Recovery from acute kidney injury (AKI) in hospitalized patients is variable and persistent impairment of renal function at discharge has been associated with increased mortality, resource utilization, progression to CKD, ESRD, and cardiovascular events. Even small changes in kidney function in hospitalized patients are associated with significant changes in short and long-term outcomes (1,22). Therefore, identifying risk factors leading to incomplete recovery after AKI, maximizing recovery, reducing the burden of CKD, and ESKD in the community should be the goal of any AKI prevention and treatment strategies (20,23).
This study, the first in Ethiopia, found a high prevalence (32%) of non-recovery AKI at hospital discharge. The degree of non-recovery was higher than findings from other studies, 15.2% in Cameroon(24), and 20.2% in South Africa(25). The high prevalence of non-recovery observed in this study could be due to the variation with these studies in criteria used for renal recovery (dialysis independent vs return to baseline Scr), and difference in point in time of evaluation of recovery (at hospital discharge vs post-discharge). Studies defining recovery as independent from dialysis show higher rates of recovery than those defining recovery from AKI as a return to baseline serum creatinine (26). The rate of non-recovery in our study was lower than the results reported from previous studies, 47.3% in southwest Nigeria(27), 52.8% in Malawi(28), 60.7% in Cleveland, Ohio(29), and 61% in South Korea(30). The variation could be due to differences in sample size, length of follow-up, study design, study setting, patient population (surgical, medical, or mixed), and the inclusion/exclusion of patients with CKD. In addition, since our study is limited only to survivors at discharge, the exclusion of patients who died in the hospital may contribute to the low prevalence of non-recovery in this study. However, due to the absence of a uniform definition of renal recovery and the difference in the timing of assessment of recovery, the rate of renal non-recovery is different in studies published in the literature. Therefore, it is difficult to compare findings directly across studies (31,21).
Patients discharged with non-recovery AKI had a more severe stage of the disease and a higher mean discharge creatinine value, and mean duration of anuria and oliguria. Likewise, previous studies revealed that a more severe stage of AKI, a higher mean discharge creatinine, and a mean duration of anuria are common in patients with incomplete recovery (23,28,32,33). Interestingly, the severity of AKI was significantly associated with an increased likelihood of non-renal recovery. This is consistent with previous studies that demonstrated a significant association between the severity of AKI and incomplete recovery (19,29,30,34). Furthermore, declined renal function at hospital discharge and severity of AKI are found to be associated with the progression of AKI to CKD and mortality. Therefore, physicians should identify patients with a more severe stage of the disease and manage accordingly to enhance recovery and prevent these adverse outcomes. It is recommended that the intensity of therapeutic and preventive measures should be performed based on the severity of AKI (1,35).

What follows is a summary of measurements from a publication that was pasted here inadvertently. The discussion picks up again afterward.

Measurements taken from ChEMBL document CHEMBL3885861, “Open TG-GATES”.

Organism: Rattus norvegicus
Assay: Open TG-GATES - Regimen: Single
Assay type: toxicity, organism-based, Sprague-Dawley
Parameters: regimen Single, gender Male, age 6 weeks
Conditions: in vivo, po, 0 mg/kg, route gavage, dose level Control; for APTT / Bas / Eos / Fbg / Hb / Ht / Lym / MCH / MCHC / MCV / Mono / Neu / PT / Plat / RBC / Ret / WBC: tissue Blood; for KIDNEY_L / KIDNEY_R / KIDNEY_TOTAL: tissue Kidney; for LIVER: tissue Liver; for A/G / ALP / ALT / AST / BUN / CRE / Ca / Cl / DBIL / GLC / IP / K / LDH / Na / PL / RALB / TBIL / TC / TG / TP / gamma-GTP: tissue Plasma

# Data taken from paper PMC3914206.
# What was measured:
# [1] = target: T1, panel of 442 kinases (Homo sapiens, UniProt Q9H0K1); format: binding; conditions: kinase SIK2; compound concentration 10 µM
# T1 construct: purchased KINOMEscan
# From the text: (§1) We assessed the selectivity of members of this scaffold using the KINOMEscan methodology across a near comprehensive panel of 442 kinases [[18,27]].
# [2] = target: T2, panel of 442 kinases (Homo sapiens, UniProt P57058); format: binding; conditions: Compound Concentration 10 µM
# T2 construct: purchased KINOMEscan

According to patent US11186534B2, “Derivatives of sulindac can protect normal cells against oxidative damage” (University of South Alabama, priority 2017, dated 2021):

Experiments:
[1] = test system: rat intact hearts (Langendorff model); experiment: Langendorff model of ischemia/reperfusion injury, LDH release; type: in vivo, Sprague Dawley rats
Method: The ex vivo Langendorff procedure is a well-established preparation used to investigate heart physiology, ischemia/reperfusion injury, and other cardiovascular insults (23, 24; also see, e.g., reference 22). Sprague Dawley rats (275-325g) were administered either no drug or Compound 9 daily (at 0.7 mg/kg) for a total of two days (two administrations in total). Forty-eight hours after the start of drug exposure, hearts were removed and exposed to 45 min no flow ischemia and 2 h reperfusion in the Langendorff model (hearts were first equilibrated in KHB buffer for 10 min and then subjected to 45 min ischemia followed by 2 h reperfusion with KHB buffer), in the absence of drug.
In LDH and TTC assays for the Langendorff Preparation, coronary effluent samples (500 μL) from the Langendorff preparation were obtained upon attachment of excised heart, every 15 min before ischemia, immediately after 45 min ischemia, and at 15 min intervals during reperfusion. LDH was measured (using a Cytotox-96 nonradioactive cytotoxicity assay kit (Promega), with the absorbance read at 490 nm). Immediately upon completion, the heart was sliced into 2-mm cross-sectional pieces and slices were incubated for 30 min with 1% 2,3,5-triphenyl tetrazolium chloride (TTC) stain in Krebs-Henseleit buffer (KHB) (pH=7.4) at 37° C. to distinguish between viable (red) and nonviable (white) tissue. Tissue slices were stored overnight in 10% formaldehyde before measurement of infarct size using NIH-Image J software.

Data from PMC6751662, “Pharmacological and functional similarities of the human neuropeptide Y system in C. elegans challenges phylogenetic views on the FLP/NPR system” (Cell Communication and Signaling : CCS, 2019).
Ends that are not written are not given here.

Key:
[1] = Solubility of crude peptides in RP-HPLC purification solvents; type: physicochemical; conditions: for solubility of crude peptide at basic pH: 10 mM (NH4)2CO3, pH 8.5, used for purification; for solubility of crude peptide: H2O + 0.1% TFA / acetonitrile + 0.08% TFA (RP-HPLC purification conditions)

Many studies found an association between exposure to nephrotoxic drugs and the risk of non-renal recovery after AKI. Prescription of nephrotoxic drugs is usually evaluated semi-quantitatively and thus associated with subsequent AKI and CKD, and worsening of lower severity of disease, morbidity, and mortality (36,37,38). This study found that the use of nephrotoxic drugs was associated with a significantly higher chance of non-renal recovery at discharge. The study highlights the need to minimize patients’ exposure to nephrotoxic drugs to avoid persistent injury to the kidney, improve renal recovery and prevent subsequent poor short and long-term outcomes AKI. Measures taken to prevent AKI and protect kidney function, such as avoiding nephrotoxins and drug use monitoring can prevent persistent acute kidney injury(19).
One of the main findings of this study found a significant association between proteinuria with non-recovery AKI. As reported in previous studies preadmission proteinuria before an episode of AKI and in-hospital positive urine dipstick test are independent predictors of non-recovery at discharge(21,32,39). Therefore, close monitoring of proteinuria during the period of hospitalization may help to identify patients with persistent AKI and subsequent progressive kidney disease and initiate specific interventions to improve recovery.
The recovery of kidney function following AKI is shown to be an important determinant of morbidity and mortality. Even after distinct recovery, AKI is shown to be associated with long-term risk for CKD, even for less severe forms. Patients with one episode of mild AKI have significantly lower long-term survival rates than patients with no AKI. As a result, close medical follow-up of these patients is warranted (22,40,41). However, due to the lack of routine renal function tests in many hospitals in the country and periodic follow-up of patients post-discharge (42), the long-term outcomes include mortality, CKD, ESRD, and other adverse outcomes of AKI in our settings are not known.
Our study has some limitations. Firstly, this was a single-center study and exclude patients with underlying CKD. Secondly, urine output assessment was not done for some patients. Moreover, there was no monitoring of the patients after discharge. Therefore, the outcomes of AKI after discharge are not known. Despite these limitations, this is the first prospective observational study of adult medical admissions, which shed some light on the clinical features and recovery status of patients after AKI in resource-limited settings.